Developer No Goblin has succeeded in creating a kaiju focused game that just so happens to feature a basic, yet addicting golf mechanics. The game’s title doesn’t lie, and you’ll be swinging for the green by controlling 100 foot tall uniquely designed robots. A lot of the game’s design is inspired by popular 90s anime (such as Dragon Ball Z), right down to the game’s hilarious cutscenes and character designs. 100ft Robot Golf is enjoyable, whether you are playing it on television or through the recently released PlayStation VR platform.
By playing on television (not in virtual reality) you're able to rotate the camera around your giant mech to get the best angle for every shot. Once you put the game in PSVR mode, you’ll get to experience golf from 100 feet in the air, as your view is altered from behind the robots to directly above their heads. While the focus may be on the giant robots, 100ft Robot Golf is still a golf game, albeit a slightly barebones one. There are only three different types of clubs that you can use; driver, wedge, and putter. You can change the angle of the shot, as well as make use of fades, hooks, and add topspin or backspin to influence the trajectory of the ball.
In traditional golf, you only have to worry about sand traps and possible water hazards, but in 100ft Robot Golf you must contend with massive desert size sand traps, entire lakes as water hazards, oh, and skyscrapers and underwater civilizations blocking your path. You could walk or fly your lumbering character to any obstacle before taking your shot to clear a path, or you could race the ball while it's in mid-air. You have the option of using your massive club to destroy the buildings out of your path. Of course, if you are facing a direct opponent, knocking over a skyscraper into the oncoming path of their ball may give you an advantage. Or, if you are bold, you could block the path of the shot with your body. Is it unsporting? Sure, but this is robot golf and rules don't apply. If whacking things with your club seems dull, each of the different giant mechs has their unique special abilities. From missiles to lasers, to a Voltron-esque sword, you can use these skills to your advantage.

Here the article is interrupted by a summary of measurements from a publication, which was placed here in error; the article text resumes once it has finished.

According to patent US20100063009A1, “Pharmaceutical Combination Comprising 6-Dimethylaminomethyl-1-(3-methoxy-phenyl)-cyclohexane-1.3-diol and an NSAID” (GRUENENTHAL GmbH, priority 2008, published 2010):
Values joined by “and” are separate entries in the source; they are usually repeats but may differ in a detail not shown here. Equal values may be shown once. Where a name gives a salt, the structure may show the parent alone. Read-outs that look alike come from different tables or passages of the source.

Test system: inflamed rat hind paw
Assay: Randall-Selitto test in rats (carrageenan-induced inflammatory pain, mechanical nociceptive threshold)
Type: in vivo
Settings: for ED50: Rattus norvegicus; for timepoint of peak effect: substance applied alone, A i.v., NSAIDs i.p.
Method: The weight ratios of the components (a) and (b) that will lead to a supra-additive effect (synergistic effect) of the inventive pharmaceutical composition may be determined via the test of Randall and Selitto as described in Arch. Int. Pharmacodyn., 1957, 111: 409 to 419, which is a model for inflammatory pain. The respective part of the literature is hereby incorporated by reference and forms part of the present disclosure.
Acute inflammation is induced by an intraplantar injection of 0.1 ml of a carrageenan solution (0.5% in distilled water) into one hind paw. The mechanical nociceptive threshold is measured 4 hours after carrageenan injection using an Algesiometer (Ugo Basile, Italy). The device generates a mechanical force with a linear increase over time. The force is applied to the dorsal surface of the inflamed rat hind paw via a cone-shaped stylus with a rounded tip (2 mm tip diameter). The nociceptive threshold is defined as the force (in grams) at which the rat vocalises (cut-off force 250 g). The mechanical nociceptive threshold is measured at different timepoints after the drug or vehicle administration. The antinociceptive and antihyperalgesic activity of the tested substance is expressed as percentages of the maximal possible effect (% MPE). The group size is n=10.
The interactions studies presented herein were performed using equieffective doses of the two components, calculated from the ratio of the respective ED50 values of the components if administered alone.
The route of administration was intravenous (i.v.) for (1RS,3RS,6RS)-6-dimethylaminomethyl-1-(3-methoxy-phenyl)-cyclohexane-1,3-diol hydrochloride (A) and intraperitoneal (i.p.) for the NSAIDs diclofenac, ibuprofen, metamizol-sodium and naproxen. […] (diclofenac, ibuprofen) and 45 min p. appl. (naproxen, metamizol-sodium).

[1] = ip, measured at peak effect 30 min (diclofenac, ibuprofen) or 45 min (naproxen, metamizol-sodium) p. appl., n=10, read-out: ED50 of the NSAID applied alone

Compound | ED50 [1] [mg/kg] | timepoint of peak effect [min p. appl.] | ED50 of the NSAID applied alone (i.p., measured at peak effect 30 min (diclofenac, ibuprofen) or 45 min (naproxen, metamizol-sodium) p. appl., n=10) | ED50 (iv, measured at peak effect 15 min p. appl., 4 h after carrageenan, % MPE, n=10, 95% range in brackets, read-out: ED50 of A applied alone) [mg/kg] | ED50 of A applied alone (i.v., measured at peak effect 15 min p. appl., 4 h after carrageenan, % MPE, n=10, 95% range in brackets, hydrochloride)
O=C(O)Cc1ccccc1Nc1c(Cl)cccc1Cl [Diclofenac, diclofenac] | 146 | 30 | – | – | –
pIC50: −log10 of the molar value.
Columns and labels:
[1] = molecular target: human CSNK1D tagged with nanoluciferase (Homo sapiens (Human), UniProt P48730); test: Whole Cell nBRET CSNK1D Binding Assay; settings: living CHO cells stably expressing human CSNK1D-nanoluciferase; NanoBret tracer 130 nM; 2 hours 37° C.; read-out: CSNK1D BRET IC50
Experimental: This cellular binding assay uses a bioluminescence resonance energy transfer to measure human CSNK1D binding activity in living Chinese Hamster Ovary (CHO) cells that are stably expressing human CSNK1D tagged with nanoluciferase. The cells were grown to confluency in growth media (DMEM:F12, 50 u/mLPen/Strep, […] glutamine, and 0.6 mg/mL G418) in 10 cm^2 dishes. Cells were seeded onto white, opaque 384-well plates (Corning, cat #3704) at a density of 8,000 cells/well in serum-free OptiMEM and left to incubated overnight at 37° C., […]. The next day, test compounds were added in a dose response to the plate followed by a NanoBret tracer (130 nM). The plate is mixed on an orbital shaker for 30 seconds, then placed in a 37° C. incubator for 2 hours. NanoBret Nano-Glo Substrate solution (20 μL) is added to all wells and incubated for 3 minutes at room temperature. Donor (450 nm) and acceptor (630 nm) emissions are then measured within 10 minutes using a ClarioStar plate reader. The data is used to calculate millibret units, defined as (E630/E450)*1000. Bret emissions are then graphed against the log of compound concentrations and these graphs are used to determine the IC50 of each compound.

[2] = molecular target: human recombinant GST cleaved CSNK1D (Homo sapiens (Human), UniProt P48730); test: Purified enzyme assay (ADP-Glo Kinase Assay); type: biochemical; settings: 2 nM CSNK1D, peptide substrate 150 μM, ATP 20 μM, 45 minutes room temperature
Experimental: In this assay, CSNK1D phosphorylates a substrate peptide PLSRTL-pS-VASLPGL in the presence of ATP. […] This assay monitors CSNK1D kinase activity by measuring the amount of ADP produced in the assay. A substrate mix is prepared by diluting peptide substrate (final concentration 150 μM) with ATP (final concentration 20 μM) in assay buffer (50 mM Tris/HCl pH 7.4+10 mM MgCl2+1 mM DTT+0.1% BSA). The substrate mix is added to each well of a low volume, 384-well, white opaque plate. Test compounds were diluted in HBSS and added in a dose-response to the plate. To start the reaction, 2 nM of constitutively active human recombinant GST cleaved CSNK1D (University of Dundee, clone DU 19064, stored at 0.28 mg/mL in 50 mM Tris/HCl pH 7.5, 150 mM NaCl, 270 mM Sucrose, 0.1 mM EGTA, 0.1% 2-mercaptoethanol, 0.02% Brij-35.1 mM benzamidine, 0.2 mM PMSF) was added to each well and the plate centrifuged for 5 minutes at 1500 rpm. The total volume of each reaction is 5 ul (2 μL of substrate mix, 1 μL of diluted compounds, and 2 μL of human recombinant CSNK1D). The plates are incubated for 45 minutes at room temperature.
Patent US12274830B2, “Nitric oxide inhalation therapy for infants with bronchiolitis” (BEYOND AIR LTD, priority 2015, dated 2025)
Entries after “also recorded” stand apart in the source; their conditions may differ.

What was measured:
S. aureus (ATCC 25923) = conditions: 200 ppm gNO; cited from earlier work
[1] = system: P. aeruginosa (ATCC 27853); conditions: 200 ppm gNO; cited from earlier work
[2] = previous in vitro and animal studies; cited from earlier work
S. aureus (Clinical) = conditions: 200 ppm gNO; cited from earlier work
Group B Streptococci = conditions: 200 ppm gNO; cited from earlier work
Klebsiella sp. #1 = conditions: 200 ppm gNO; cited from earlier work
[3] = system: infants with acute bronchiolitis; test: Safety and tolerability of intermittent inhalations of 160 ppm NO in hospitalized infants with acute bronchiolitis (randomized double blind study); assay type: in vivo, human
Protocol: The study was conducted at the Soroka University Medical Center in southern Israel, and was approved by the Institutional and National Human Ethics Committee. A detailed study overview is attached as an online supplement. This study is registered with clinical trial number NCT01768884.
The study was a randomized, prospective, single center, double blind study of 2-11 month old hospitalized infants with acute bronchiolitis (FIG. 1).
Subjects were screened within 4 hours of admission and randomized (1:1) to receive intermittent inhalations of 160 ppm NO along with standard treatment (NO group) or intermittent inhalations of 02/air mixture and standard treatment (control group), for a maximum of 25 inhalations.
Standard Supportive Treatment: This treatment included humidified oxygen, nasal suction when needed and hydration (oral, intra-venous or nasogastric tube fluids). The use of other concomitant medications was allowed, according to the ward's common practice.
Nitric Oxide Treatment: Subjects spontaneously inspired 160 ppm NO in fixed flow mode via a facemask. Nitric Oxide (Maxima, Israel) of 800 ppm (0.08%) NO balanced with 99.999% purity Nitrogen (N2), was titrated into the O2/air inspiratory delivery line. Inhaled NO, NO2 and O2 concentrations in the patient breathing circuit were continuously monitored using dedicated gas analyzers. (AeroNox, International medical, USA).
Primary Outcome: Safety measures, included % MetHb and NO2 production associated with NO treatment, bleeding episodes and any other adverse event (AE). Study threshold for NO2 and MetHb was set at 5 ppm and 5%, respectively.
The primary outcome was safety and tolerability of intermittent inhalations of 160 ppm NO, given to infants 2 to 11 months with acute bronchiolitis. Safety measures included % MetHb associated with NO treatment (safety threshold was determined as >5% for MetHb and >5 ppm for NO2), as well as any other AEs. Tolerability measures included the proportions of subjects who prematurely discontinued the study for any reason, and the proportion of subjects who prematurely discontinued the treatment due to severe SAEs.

The campaign follows multiple characters through several different golf tournaments. Sometimes you're trying to be the first one to finish a hole, regardless of the number of shots it takes. Other times you are trying to get the least amount of strokes while playing by yourself. Cutscenes feel straight out of classic anime from the '90s, and No Goblin has outdone themselves with the variety and unique dialogue interactions between each of them. That brings us to the McElroy Brothers commentary team. From the very first hole, it is clear that the developers planned to parody the very dry, monotone announcers that you hear when watching golf on television. The humorous dialogue provides some chuckles, but the lines repeat way too often.
Each of the robots featuring a different timing mechanism for managing the power and accuracy of your shot. Outside of the single-player campaign mode, feel free to play local split-screen multiplayer or online multiplayer up to four players. There’s a decent number of options when creating a custom match, so you shouldn't have any problems tweaking it to your liking. You also unlock various customizable parts for all of the characters by earning medals in the campaign. This lets you customize your robots in all of the game's modes.
As mentioned earlier, when you are playing in VR, the scale of the robots is intense. In fact, when you first start the VR mode, your view is from a park bench beneath a robot looming over you. I felt a Pacific Rift style vibe while stomping around the course in VR, but the new camera angle doesn't always give you the best view. It's a novelty to play the game in VR, but I don't think that it needs VR to be enjoyed.
100ft Robot Golf is a uniquely stylized way of playing golf. I dig the use of anime, giant robots and a traditional golf game. I can’t see myself playing through the campaign more than once, even if I need to collect more medals to unlock the remaining items. The option of playing the game with PlayStation VR is a decent touch, but the game is entirely serviceable without it.
Note: The review for 100ft Robot Golf is based on a digital PlayStation 4 copy of the game, provided by the publisher.